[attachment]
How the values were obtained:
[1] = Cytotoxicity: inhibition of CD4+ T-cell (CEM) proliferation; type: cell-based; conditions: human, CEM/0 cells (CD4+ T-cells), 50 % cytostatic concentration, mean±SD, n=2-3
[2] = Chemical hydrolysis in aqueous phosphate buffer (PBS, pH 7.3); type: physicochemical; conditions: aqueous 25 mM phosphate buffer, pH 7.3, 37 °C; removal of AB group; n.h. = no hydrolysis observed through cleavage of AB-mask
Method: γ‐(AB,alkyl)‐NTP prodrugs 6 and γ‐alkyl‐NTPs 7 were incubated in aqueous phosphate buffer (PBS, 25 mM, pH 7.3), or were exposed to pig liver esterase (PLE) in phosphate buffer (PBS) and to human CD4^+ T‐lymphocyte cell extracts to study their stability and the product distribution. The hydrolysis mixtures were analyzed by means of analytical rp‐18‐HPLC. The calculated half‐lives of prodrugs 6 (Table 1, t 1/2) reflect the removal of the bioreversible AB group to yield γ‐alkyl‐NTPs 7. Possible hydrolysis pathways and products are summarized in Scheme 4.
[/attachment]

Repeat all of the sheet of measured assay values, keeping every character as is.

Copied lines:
How the values were obtained:
[1] = Cytotoxicity: inhibition of CD4+ T-cell (CEM) proliferation; type: cell-based; conditions: human, CEM/0 cells (CD4+ T-cells), 50 % cytostatic concentration, mean±SD, n=2-3
[2] = Chemical hydrolysis in aqueous phosphate buffer (PBS, pH 7.3); type: physicochemical; conditions: aqueous 25 mM phosphate buffer, pH 7.3, 37 °C; removal of AB group; n.h. = no hydrolysis observed through cleavage of AB-mask
Method: γ‐(AB,alkyl)‐NTP prodrugs 6 and γ‐alkyl‐NTPs 7 were incubated in aqueous phosphate buffer (PBS, 25 mM, pH 7.3), or were exposed to pig liver esterase (PLE) in phosphate buffer (PBS) and to human CD4^+ T‐lymphocyte cell extracts to study their stability and the product distribution. The hydrolysis mixtures were analyzed by means of analytical rp‐18‐HPLC. The calculated half‐lives of prodrugs 6 (Table 1, t 1/2) reflect the removal of the bioreversible AB group to yield γ‐alkyl‐NTPs 7. Possible hydrolysis pathways and products are summarized in Scheme 4.